The Tiger in the Smoke

by Margery Allingham

Rating: 3.5 out of 5.

This is only my second Allingham and is reputed to be her best work.

Based on this I may not go to any extraordinary effort to find any more of this author’s works.

The beginning was quite wonderful where we are introduced to the widowed Meg and her new swain Geoffrey.

Allingham in a little note before the book begins says she means London is “The Smoke.” But it certainly feels like the “pea-souper” fogs are The Smoke and it becomes almost another character in this book which is set just after World War Two.

Wonderful characters are introduced and there are many vividly written descriptive scenes, but some plot details don’t make much sense and there are long periods where the story drags. I didn’t have any trouble putting this book aside for days.Above all even Meg’s dead husband treats her like a child and, in a letter assumes she will always be a child – so patronising

A promising idea let down by an untidy execution.

6 thoughts on “The Tiger in the Smoke”

  1. If you‘re familiar with the series it *is* a great book, but I‘m not surprised that it‘s basically inaccessible if read as a first or second experience with Allingham — it‘s not a good book to start with, not least because she assumes familiarity with her work to such an extent that those who are not won‘t even notice the plethora of in-series references (let alone make sense of those that they do notice). Personally I prefer other Golden Age mystery series to Allingham‘s, but I‘m still sorry to hear you got off with a bad start with it. A better book to introduce the series (and Allingham‘s writing) — and see whether it works for you — might be „Police at the Funeral“, which is basically a standard country house mystery, or „The Case of the Late Pig“ (ditto, though it‘s unusual for the series in that it‘s the only book written from Campion‘s perspective).

    Outside the Campion realm, there are also a number of short stories (included in classic mystery anthologies) that I rather like; in fact, I think the short story was Allingham‘s true literary form. As you noted, she had a great way of creating atmosphere — and in the short form, also of building up to a surprise conclusion / reversal in the way that a mystery short story typically requires. There‘s a bit of O. Henry to many of her short stories in both atmosphere and ending.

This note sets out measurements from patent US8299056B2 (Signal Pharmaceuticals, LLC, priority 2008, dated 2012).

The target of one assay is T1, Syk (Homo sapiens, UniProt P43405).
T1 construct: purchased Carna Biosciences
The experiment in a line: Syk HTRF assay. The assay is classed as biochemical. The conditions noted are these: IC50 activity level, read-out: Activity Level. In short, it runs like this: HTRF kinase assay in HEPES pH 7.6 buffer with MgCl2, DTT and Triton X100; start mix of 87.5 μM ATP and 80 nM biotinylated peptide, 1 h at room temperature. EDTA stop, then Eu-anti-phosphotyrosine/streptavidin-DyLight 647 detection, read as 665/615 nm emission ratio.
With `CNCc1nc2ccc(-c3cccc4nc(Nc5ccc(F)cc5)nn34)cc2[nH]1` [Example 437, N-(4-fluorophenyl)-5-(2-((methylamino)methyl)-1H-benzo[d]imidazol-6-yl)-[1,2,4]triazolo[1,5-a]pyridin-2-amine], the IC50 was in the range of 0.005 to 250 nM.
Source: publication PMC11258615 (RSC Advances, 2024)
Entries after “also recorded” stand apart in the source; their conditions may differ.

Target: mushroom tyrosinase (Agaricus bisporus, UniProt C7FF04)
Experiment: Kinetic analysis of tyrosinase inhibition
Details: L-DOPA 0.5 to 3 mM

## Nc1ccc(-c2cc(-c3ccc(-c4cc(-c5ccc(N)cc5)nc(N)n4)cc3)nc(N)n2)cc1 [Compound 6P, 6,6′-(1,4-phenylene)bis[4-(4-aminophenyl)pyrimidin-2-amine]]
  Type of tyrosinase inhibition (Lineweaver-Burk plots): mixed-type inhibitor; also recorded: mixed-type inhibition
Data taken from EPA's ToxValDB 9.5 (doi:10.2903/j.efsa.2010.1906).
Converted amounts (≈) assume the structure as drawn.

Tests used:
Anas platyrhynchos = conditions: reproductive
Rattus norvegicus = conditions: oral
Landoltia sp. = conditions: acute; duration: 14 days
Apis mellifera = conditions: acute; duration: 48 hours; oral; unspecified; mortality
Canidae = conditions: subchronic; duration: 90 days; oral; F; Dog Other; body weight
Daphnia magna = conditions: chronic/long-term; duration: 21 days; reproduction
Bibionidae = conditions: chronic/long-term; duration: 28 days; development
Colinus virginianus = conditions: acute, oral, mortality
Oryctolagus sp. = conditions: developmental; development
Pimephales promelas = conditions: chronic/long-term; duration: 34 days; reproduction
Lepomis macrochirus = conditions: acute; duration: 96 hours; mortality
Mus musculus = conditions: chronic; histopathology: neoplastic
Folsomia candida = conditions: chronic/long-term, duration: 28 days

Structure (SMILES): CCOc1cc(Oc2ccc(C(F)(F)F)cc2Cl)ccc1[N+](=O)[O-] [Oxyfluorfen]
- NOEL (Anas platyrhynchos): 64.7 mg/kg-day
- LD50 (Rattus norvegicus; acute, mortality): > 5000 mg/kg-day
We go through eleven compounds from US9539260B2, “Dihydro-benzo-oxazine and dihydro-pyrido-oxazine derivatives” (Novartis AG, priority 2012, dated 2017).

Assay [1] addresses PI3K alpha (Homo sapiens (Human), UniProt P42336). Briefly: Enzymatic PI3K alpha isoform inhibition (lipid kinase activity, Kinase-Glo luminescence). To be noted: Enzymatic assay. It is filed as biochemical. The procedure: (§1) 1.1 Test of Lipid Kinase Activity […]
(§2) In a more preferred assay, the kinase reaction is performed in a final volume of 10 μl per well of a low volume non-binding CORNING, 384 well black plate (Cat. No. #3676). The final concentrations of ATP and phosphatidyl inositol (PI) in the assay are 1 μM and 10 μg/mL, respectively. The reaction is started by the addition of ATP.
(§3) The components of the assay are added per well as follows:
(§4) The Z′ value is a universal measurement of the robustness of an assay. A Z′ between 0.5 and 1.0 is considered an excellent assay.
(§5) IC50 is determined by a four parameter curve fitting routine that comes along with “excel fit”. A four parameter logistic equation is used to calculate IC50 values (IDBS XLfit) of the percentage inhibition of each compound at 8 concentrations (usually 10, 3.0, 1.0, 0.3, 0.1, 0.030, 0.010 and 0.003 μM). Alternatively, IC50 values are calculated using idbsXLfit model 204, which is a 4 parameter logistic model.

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    1. Hi Themis
      Thanks for your message.
      I have an anthology of short stories that I am hoping to read next month. The Allingham story is “The Same to Us” & it is very short – only 5 pages long. Maybe I will like her short stories better!

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      1. I had to think a bit whether I‘ve read this one … though I believe I have; if I‘m right, the most notable feature of this particular story is its (at the very least implicit) comment on the casual racism of 1930s English society.
        Which one is the anthology you‘re planning to read — one of the entries in the „Bodies in the Library“ series edited by Tony Medawar? If memory serves, that just may be where I‘ve come across this particular story, too. (And speaking of classic mystery anthologies, there are also two very neat little Christmas mysteries by Allingham included in the BLCC Christmas anthologies edited by Martin Edwards („On Christmas Day in the Morning“ in the last one, „A Surprise for Christmas an Other Stories“ and „The Man With the Sack“ IIRC in „Crimson Snow“).
        One of my favorite short stories by her, though, is a non-Campion story; an inverted mystery-style take on the (true crime) „brides in the bath“ case. (I‘m going to have to look up the title of this one.) It‘s got a deliciously evil final twist. 😈

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